NEW ORLEANS — When a traffic signal at Oak and Carrollton went out earlier this year, people were quick to jump on social media to question what took the city so long to fix it.

The workers at Jack B. Harper Electrical, a city contractor, also wondered. The company holds a city services contract to fix broken traffic lights, and they were ready and able to spring into action.

“It's technical detailed work that our client is specifically contracted to do,” said Jonathan Forester, one of Harper’s attorneys.

Harper, an employee-owned company based in Baton Rouge, has been under contract with the city since 2017, when it was the low bidder for the traffic signal work.

While the contract remains in place, the relationship has recently taken several bizarre turns. Since May, the city has been trying to award a contract for the same work to another company.

That led Harper to file a lawsuit against the city and obtain an injunction, yet the city is pressing ahead to try and bring on a second contractor at nearly four times the prices charged by Harper.

“Not only does this not make sense, not only is it not legal, but if the city is allowed to do this, they'll be paying another contractor nearly four times for the same amount of work the city already agreed to pay my client,” Forester said.

Harper was handling about $800,000 a year in repairs for the city when friction surfaced late last year as the city fell about six months and $400,000 behind in paying its invoices, Forester said.

While negotiating a payment schedule for the city to get caught up, Harper said it was caught by surprise when it learned the city was soliciting another bid for the same work.

The city’s move became even more baffling to Harper when, amid the dispute over unpaid invoices, the city awarded the company a one-year contract renewal in May.

“The contract has now been extended twice through June of 2020,” Forester said.

But the contract extension did not stop the city from collecting bids from other companies.

When Harper found out that the city was moving ahead, the company sued the city in Orleans Parish Civil District Court. Judge Rachael Johnson ordered the city to stop, issuing a temporary restraining order on June 11, records show.

Yet on June 12, the city opened a winning bid from Diamond Electrical, also out of Baton Rouge.

"They did not cease and desist the bidding. And so at that point in time, we were essentially blown away,” Forester said.

To add insult to injury, the low bidder was nearly four times more expensive as Harper.

“Their bid amount was for $4.6 million dollars,” Forester said. “So nearly four times what they've agreed to pay my client for the same scope of work.”

Harper was awarded its contract based on a bid of $1.2 million, the company said. The dollar amounts are calculated based on what the company charges for different types of jobs – known as “unit bid pricing” – so the total amount paid by the city fluctuates depending on the amount and types of repair work needed.

“When you award a contract to the lowest bidder, as it did with my client, you can't re-bid that work,” Forester said. “Which is exactly what the city is trying to do.”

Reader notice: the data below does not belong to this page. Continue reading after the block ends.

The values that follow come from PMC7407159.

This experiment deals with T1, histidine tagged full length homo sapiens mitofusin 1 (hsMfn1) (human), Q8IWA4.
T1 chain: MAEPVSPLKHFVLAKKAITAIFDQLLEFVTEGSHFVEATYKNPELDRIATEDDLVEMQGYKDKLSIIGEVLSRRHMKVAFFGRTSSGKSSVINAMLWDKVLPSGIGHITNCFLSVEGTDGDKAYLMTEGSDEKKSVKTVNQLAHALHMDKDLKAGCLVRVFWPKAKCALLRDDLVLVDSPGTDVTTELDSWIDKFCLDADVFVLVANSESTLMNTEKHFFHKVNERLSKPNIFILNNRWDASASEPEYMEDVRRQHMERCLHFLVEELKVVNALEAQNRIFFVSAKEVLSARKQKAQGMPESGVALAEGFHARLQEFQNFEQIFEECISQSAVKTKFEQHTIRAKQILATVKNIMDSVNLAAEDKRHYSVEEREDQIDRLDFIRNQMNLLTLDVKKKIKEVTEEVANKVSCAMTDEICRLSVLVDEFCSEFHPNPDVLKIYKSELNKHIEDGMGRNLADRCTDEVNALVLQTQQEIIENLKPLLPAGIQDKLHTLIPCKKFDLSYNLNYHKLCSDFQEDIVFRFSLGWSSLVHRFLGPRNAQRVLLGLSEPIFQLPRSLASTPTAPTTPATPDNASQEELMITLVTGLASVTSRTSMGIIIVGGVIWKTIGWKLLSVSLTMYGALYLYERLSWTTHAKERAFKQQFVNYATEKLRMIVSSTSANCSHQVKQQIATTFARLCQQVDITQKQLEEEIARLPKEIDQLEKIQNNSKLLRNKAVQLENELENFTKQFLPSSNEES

Two influential trade groups – Louisiana Association of General Contractors and  Associated Builders and Contractors – have followed the legal dispute with growing concern.

“To be so brazen after a T.R.O. was granted, the next day to re-bid the contract while you have a legal ruling against you. That's bad policy,” said Jeb Bruneau, president of the local ABC chapter. “You're going to have other vendors, other contractors, that are doing work in the city that are going to be shying away from doing that kind of work in the future.”

“It seems like in this case the city is just running roughshod over the law,” Bruneau added.

Murphy Foster III, general counsel for LAGC, said, “The blatant disregard of a district judges’ order in this case by the city is unprecedented. It is indeed worthy of contempt.”

A motion to hold the city in contempt of court was filed by Harper on June 17. Judge Johnson granted the motion, summoning the city to court last week, but that hearing was cancelled due to Hurricane Barry. The hearing has been rescheduled for Friday, July 19.

In its argument supporting the contempt motion, Harper’s attorneys wrote, “Jack B. Harper has been put in this unfortunate position of expending effort, money and time fighting the City for what is a flawless example of abuse of power. The city had multiple opportunities to halt the rebidding process as a result of demands by Jack B. Harper, and more importantly, the Order of this Honorable Court.”

The city declined to comment, citing the ongoing litigation. But in a response filed in court, city attorneys argued that the city had every right to solicit bids for another traffic signal repair company.

“The City has every right to engage another contractor for the same services that the City may, but is not required to, assign to Harper,” Deputy City Attorney Corwin St. Raymond wrote, citing a “non-exclusivity” clause in the Harper contract.

In its opposition to the contempt motion for allegedly violating the restraining order, the city, trying to thread a legal needle, wrote, “The TRO (temporary restraining order) enjoined ‘bidding, award or execution of any contract;’ (but) opening bids was not prohibited.”

Harper’s attorneys disagree, and they believe that the citizens who would ultimately pay for the repairs – at nearly four times Harper’s prices – would also disagree.

“For the tax-paying citizens, obviously, this is something we need to stop, in addition to being illicit under the public bid law,” Forester said.